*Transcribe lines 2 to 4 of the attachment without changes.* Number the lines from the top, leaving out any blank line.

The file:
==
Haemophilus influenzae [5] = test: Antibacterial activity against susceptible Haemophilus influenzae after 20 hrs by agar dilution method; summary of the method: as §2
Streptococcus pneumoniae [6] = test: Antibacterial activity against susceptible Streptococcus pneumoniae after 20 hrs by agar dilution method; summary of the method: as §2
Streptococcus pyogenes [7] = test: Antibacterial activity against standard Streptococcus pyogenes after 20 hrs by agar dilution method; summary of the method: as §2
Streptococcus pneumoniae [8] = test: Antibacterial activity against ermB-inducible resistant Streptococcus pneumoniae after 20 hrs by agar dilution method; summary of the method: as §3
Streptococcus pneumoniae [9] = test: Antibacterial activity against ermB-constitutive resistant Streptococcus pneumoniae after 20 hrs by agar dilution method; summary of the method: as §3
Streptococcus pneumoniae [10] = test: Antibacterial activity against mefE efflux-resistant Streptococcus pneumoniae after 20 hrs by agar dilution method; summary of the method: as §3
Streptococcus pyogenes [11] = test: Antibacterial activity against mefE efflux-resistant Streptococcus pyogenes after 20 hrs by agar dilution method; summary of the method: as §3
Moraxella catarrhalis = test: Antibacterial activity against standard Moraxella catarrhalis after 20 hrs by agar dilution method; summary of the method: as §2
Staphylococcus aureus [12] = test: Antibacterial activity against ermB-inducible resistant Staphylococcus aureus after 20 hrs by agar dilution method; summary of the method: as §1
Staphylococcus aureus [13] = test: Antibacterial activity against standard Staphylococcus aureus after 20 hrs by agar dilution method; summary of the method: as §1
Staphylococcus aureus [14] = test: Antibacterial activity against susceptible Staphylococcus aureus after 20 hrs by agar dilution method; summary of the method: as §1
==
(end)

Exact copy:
Streptococcus pneumoniae [6] = test: Antibacterial activity against susceptible Streptococcus pneumoniae after 20 hrs by agar dilution method; summary of the method: as §2
Streptococcus pyogenes [7] = test: Antibacterial activity against standard Streptococcus pyogenes after 20 hrs by agar dilution method; summary of the method: as §2
Streptococcus pneumoniae [8] = test: Antibacterial activity against ermB-inducible resistant Streptococcus pneumoniae after 20 hrs by agar dilution method; summary of the method: as §3